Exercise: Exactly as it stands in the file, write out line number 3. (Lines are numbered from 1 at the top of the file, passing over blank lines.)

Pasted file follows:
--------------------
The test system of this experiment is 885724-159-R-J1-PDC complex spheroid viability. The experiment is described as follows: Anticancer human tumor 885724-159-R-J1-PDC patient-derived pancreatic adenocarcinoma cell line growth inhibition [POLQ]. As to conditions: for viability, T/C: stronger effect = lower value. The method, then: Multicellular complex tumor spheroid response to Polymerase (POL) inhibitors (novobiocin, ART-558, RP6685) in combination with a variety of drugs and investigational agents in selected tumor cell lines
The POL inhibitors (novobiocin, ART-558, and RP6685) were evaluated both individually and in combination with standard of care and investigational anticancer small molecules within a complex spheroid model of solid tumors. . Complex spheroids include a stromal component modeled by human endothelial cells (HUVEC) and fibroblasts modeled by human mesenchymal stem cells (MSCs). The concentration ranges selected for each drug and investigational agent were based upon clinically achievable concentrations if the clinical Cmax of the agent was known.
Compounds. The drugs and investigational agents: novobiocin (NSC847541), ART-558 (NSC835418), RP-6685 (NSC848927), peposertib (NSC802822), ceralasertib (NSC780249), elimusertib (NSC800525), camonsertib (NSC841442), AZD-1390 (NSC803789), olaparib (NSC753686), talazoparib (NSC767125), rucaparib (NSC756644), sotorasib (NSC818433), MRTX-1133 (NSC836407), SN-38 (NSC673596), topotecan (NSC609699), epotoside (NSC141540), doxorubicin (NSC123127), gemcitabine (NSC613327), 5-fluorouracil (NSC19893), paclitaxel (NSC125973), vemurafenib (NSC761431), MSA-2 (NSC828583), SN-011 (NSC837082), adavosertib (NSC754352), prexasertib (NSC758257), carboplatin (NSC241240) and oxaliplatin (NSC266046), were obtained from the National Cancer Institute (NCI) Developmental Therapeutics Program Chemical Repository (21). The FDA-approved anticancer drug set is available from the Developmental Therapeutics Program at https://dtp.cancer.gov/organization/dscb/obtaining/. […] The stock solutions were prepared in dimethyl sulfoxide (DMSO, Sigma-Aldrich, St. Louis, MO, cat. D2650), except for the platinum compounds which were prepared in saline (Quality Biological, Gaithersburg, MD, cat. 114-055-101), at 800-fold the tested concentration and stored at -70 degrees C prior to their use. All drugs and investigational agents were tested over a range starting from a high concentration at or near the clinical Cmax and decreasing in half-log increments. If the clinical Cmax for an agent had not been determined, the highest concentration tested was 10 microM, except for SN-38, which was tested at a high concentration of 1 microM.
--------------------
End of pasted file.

Compounds. The drugs and investigational agents: novobiocin (NSC847541), ART-558 (NSC835418), RP-6685 (NSC848927), peposertib (NSC802822), ceralasertib (NSC780249), elimusertib (NSC800525), camonsertib (NSC841442), AZD-1390 (NSC803789), olaparib (NSC753686), talazoparib (NSC767125), rucaparib (NSC756644), sotorasib (NSC818433), MRTX-1133 (NSC836407), SN-38 (NSC673596), topotecan (NSC609699), epotoside (NSC141540), doxorubicin (NSC123127), gemcitabine (NSC613327), 5-fluorouracil (NSC19893), paclitaxel (NSC125973), vemurafenib (NSC761431), MSA-2 (NSC828583), SN-011 (NSC837082), adavosertib (NSC754352), prexasertib (NSC758257), carboplatin (NSC241240) and oxaliplatin (NSC266046), were obtained from the National Cancer Institute (NCI) Developmental Therapeutics Program Chemical Repository (21). The FDA-approved anticancer drug set is available from the Developmental Therapeutics Program at https://dtp.cancer.gov/organization/dscb/obtaining/. […] The stock solutions were prepared in dimethyl sulfoxide (DMSO, Sigma-Aldrich, St. Louis, MO, cat. D2650), except for the platinum compounds which were prepared in saline (Quality Biological, Gaithersburg, MD, cat. 114-055-101), at 800-fold the tested concentration and stored at -70 degrees C prior to their use. All drugs and investigational agents were tested over a range starting from a high concentration at or near the clinical Cmax and decreasing in half-log increments. If the clinical Cmax for an agent had not been determined, the highest concentration tested was 10 microM, except for SN-38, which was tested at a high concentration of 1 microM.